There was snow in Providence yesterday evening, but the ground wasn't frozen, and it didn't stick. In the night, it changed over to rain.
Sometime just before I awoke, I dreamt of collecting fossils on Mars. I very, very frequently dream of collecting fossils, but usually the terran variety. In this dream, however, I was on Mars, in a very lightweight spacesuit. There was someone with me, but I can't recall now if it was someone I know in my waking life or not. We were walking a long river valley, a sort of braided river valley, which ran north to south (and the Ares Vallis comes to mind). Anyway, the ground was a very light grey, almost purple in places, a weathered clay or mudstone or siltstone of some sort. I came upon a small rise in the old riverbed (or flood channel) where an amazingly rich bone bed was exposed. The fossil bone was almost the same color as the stone, though I recall the unweathered parts being purplish and the more weathered surfaces being almost white. All the bones were disarticulated, but looked as though they'd come from Martian analogs of Late Paleozoic sarcopterygians and temnospondyls. Mostly, there were isolated skull bones: frontals, parietals, postorbitals, squamosals, parasphenoids, jugals, etc. I was elated to have come so unexpectedly upon such a wealth of bones, and was bagging them as quickly as possible. Whoever the person with me was, he or she was trying to get me to hurry, as we'd been away from the habitat too long, and there was concern about cosmic rays. Something like that. Still, I managed to fill two specimen bags. Marvelous dream. Maybe this is my subconscious telling me to get back to work on The Dinosaurs of Mars.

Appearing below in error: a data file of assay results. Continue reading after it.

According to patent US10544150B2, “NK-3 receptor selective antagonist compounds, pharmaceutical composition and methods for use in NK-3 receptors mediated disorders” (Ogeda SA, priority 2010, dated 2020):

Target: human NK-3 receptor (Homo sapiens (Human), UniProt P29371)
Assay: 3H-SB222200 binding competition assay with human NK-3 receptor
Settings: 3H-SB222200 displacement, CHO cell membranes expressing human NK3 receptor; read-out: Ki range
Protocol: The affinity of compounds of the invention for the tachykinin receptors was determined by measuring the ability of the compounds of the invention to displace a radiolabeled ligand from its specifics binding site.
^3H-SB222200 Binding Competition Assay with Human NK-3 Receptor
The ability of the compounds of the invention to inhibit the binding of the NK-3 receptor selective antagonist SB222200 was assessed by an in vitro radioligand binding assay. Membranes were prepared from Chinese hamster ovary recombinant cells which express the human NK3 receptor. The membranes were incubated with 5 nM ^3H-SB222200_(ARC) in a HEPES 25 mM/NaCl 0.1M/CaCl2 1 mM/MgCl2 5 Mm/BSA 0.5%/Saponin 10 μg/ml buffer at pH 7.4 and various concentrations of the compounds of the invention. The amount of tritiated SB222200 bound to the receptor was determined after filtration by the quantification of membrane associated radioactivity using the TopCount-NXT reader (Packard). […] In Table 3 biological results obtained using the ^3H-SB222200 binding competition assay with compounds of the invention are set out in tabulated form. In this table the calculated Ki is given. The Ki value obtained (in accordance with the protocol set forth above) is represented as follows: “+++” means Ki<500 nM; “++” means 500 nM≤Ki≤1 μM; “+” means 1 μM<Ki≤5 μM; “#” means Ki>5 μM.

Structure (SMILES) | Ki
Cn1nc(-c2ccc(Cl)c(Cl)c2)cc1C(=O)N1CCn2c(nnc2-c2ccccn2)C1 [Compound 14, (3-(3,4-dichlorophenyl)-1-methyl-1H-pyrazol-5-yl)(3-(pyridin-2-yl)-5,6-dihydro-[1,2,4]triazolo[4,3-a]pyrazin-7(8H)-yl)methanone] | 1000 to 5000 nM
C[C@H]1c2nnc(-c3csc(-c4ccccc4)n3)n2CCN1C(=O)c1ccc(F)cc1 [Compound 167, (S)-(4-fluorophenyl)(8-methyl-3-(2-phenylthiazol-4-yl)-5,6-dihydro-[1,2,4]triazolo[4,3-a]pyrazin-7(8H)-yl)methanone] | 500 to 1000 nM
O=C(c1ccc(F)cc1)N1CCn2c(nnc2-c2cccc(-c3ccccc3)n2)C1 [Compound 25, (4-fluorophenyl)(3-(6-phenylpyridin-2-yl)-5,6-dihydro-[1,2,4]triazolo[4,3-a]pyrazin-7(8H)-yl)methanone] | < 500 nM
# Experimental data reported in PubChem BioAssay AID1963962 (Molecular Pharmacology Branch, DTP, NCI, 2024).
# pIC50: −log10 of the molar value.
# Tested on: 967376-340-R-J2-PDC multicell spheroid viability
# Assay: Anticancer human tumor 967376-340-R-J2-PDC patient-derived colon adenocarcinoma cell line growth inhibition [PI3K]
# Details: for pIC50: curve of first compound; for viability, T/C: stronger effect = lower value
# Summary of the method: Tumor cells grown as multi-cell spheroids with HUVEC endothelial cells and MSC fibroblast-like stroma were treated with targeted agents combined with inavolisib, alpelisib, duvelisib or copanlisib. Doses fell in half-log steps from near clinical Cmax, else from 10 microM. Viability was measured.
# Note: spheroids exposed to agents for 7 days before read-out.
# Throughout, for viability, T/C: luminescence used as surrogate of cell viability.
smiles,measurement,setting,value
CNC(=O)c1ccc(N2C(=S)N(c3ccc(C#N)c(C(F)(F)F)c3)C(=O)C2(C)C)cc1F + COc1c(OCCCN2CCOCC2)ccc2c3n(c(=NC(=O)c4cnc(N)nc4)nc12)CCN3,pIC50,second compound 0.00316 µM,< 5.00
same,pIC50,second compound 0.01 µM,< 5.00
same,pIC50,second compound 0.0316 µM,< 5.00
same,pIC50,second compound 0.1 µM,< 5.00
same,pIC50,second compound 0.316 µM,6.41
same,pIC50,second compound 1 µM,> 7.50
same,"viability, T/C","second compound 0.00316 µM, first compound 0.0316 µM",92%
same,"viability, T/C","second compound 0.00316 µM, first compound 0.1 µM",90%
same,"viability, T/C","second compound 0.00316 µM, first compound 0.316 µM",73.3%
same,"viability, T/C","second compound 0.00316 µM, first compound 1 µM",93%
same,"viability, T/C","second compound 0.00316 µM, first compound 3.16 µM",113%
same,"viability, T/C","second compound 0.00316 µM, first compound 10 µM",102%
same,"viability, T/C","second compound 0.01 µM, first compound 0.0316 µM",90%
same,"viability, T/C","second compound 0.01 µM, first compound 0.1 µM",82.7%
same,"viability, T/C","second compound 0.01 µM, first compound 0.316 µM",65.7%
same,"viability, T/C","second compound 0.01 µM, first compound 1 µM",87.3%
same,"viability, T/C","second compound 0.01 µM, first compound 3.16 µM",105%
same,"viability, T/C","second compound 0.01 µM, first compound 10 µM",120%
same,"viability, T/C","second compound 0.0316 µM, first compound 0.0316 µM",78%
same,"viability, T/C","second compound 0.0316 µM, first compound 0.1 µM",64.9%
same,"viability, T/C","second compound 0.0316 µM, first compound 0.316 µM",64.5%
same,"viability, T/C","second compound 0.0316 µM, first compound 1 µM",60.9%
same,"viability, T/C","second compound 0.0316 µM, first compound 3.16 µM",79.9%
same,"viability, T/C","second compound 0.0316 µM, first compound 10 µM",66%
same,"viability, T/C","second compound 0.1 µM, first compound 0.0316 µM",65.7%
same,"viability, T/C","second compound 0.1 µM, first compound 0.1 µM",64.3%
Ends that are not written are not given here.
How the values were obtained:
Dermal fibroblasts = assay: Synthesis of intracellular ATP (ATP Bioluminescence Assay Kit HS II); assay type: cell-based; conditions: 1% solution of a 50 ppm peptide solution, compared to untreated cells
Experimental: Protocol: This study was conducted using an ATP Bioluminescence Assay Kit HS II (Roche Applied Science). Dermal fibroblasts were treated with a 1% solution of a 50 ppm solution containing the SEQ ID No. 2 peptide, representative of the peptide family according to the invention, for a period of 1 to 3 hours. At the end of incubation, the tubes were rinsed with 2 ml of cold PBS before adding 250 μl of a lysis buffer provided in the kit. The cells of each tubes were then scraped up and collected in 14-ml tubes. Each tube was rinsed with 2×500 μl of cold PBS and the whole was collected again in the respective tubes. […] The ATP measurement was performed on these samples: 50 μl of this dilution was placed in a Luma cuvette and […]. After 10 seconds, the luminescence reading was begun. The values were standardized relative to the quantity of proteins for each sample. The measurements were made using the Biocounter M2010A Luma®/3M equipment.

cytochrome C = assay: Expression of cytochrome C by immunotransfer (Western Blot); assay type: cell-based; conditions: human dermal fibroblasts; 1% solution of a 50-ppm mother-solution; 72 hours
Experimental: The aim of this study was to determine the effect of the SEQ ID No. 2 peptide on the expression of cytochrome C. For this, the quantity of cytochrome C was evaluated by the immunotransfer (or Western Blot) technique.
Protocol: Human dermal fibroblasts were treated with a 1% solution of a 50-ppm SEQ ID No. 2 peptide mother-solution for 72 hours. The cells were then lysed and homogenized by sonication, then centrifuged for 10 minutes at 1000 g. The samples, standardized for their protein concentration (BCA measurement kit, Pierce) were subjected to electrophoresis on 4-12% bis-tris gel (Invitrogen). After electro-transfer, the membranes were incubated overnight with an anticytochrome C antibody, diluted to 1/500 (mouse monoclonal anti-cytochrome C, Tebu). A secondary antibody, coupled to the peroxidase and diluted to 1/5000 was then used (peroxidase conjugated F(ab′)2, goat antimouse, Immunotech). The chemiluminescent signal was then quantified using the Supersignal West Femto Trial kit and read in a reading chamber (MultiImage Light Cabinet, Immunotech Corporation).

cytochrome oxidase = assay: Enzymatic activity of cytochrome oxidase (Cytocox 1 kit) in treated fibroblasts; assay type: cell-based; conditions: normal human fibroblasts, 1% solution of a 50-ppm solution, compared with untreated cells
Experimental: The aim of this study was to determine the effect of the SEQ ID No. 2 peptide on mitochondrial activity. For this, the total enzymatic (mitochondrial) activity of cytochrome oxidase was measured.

The last two days are a blur of editing The Red Tree. The good news, though, is that the ms. has to be back in Manhattan by Monday, so this can only possibly continue another four days, at the worst. Though I hopefully suspect that there's only two days work left to be done. I just got an email from Sonya (sovay), who very kindly went through and found all the quotes within the text, quotes from other works. They're all either "fair use" or quotes from works in the public domain (and most are the latter), but I have to provide documentation for each quote for legal at Penguin. Writing all that up will likely require a day. Yeah, see what fun shit authors get to do? And that will be that, at least until the CEM. But, this time, Spooky will be handling the CEM for me, mostly, so that's a relief. She can write "stet" as well as I can ("stet" is a proofreaders mark, Latin for "let it stand," and when one wishes to disregard a copyeditor's mark, one writes "stet" in the margin of the page. My CEMs get hundreds and hundreds of "stets").
The eBay auctions continue. Thanks to everyone who has bid thus far. Take a look. Bid if you are able and interested.